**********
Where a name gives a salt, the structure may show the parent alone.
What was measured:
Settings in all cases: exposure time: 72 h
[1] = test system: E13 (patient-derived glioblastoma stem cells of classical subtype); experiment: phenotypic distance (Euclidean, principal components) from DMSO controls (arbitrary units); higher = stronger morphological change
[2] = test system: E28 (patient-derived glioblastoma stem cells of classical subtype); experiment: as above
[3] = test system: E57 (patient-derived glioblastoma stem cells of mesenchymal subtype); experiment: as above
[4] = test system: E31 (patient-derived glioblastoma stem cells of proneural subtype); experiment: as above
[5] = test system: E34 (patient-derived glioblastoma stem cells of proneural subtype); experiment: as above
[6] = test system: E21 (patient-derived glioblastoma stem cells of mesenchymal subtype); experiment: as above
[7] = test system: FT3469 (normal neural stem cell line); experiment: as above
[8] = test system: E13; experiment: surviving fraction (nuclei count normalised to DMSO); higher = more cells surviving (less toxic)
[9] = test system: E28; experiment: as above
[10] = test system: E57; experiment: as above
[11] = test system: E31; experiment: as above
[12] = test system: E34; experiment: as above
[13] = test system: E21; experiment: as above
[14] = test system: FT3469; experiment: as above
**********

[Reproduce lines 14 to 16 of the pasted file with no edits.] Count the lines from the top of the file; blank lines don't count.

[11] = test system: E31; experiment: as above
[12] = test system: E34; experiment: as above
[13] = test system: E21; experiment: as above